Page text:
This really is a convenient game. Men may apply their lacking literary faculties to the most influential and most important piece of literature of all time and reserve the right to admonish those who disagree with them by applying the necessary aptitude for understanding Scripture in all of its intricacies for challenging the revelation of the Holy Spirit and squelching it with what fundamentalist evangelicals typically revert to attacking as the depraved wisdom of man. Even better is the ability to apply meanings to passages from which that meaning could never be reasonably inferred if not for the “inner working of the Holy Spirit.”

But if it can be shown that the books of the Bible (or at least some of them) were written by men inspired (read: prompted or commissioned) by God but, nevertheless, authored by the men themselves who were writing in particular times in a particular language to a particular audience, then it follows that we as responsible readers must do the leg work necessary to have a reasonable understanding of the books of the Bible by taking into account complex historical, cultural, linguistic, and hermeneutical factors.

This means that, just like in any other scholarly endeavor, there will be room for debate. Certainly, some things remain undeniably clear. The authors of all four gospels clearly thought that a man named Jesus lived, died, and rose from the dead. But when it comes to other things like a proper handling of Genesis 1, we find that on a superficial, literalistic level it states that the world was created in a calendar week, but when read in light of ancient Hebrew literary techniques and linguistic cues could be taken as figurative while maintaining certain crucial points of God’s creation. Another example is 2 Timothy 3:16 which states that all Scripture is God breathed, and is the most commonly used verse in defense of the Holy Spirit’s direct authorship of Scripture. When read carelessly, 2 Timothy 3:16 seems to suggest that the entire Christian canon comes directly from the mouth of God, but when read more carefully says something similar but distinct (we will talk more about 2 Timothy 3:16 later).

It is no wonder that fundamentalist evangelicals castigate anybody that dares question their view of divine inspiration as a blasphemer since questioning the foundational premise of strictly divine authorship of Scripture brings into question the false authority to which they appeal when their interpretations of Scripture are questioned. But I would sooner blaspheme the fundamentalist evangelical church than blaspheme the texts of Scripture by denying their claims about their own authorship and twisting it to be authored by an unquestionable source which divinely guided my understanding of those texts to just so happen to agree with my doctrinal biases.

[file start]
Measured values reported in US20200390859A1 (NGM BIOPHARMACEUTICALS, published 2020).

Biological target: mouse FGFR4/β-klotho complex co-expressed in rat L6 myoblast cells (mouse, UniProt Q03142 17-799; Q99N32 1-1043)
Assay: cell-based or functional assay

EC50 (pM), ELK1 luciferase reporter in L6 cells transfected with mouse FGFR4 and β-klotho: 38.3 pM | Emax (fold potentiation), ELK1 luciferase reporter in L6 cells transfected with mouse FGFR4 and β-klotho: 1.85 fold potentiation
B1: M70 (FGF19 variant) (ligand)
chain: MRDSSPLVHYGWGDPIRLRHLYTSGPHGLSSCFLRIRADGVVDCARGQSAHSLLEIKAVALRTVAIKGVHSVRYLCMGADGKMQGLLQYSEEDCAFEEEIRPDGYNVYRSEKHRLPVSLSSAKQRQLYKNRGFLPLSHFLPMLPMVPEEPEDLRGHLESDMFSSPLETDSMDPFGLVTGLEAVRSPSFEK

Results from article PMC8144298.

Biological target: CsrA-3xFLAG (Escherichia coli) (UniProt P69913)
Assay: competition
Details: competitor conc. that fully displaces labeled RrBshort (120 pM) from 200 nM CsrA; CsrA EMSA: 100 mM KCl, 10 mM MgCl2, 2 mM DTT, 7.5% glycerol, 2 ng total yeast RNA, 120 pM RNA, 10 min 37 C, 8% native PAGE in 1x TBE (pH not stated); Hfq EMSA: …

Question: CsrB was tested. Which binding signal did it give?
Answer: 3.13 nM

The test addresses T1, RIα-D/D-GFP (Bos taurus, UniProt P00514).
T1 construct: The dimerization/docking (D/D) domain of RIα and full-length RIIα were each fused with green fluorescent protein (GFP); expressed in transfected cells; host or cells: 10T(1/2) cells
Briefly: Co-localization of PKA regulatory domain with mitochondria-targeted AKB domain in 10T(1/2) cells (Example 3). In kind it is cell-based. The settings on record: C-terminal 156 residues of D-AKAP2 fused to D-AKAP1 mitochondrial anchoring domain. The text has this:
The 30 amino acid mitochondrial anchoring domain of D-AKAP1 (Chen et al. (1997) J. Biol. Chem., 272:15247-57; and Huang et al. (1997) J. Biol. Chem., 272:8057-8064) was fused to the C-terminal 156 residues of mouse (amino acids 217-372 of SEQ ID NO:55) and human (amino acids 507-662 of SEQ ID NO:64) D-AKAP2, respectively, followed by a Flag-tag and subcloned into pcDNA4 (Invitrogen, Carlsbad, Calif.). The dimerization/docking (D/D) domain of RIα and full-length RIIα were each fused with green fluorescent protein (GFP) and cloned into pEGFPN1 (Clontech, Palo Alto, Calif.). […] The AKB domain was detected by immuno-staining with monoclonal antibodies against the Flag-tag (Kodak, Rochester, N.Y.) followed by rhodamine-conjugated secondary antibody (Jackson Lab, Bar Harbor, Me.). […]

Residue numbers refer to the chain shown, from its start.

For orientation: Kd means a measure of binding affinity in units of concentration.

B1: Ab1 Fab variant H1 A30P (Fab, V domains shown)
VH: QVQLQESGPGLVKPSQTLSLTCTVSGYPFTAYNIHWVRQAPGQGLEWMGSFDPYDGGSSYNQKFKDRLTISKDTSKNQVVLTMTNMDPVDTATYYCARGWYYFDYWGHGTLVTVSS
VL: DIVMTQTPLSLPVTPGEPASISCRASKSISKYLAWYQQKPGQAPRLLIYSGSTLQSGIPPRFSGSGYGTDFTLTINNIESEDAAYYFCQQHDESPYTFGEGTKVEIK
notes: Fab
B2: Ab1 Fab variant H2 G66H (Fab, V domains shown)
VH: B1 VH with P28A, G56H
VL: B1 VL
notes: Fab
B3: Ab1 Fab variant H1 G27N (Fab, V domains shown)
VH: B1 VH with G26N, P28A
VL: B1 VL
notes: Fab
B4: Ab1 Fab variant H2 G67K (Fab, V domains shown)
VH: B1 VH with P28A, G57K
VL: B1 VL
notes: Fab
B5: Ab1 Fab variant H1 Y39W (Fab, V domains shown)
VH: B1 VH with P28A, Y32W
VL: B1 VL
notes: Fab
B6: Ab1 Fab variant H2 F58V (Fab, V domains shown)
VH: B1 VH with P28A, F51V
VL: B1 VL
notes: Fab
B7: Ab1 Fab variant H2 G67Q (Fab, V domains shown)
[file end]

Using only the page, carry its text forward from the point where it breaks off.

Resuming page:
Unfortunately for the modern Church, this is exactly what the fundamentalist, evangelical movement has done and it is heretical to what the Bible actual says about its own authorship. I don’t doubt the good intentions of the fundamentalist evangelical church. But good intentions do not excuse teaching which is demonstrably heretical in its contradiction of Scripture.

How many times did Paul in his epistles reference why he himself was writing to his audience? We see this in Romans 1 as well as 1 Timothy 1:1-3 where Paul states that he (in the first person) is writing to a certain audience, and proceeds to refer to God in the third person as a being that is entirely distinct from him. In Luke 1, the author states that he desired to compose a narrative based on the information from firsthand sources and eyewitnesses concerning the life of Jesus and the early Church. Neither Paul nor the author of Luke say anything about dictation from the Holy Spirit. We have no account of the Holy Spirit taking them over, possessing them, and using them as ancient-printing machines. To suppose that the Holy Spirit directly authored the works of Luke and Paul is unsupported by and contrary to those texts.